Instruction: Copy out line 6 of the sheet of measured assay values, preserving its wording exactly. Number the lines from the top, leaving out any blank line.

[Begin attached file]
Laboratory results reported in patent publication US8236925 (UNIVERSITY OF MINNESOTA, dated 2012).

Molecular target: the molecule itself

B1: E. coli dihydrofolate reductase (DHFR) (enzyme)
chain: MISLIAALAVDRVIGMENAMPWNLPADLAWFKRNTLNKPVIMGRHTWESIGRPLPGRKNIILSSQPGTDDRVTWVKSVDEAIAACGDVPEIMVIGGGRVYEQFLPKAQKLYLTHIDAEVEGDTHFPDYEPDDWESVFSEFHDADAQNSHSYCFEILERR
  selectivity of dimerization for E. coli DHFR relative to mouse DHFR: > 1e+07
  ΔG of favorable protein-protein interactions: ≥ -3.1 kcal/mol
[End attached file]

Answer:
  ΔG of favorable protein-protein interactions: ≥ -3.1 kcal/mol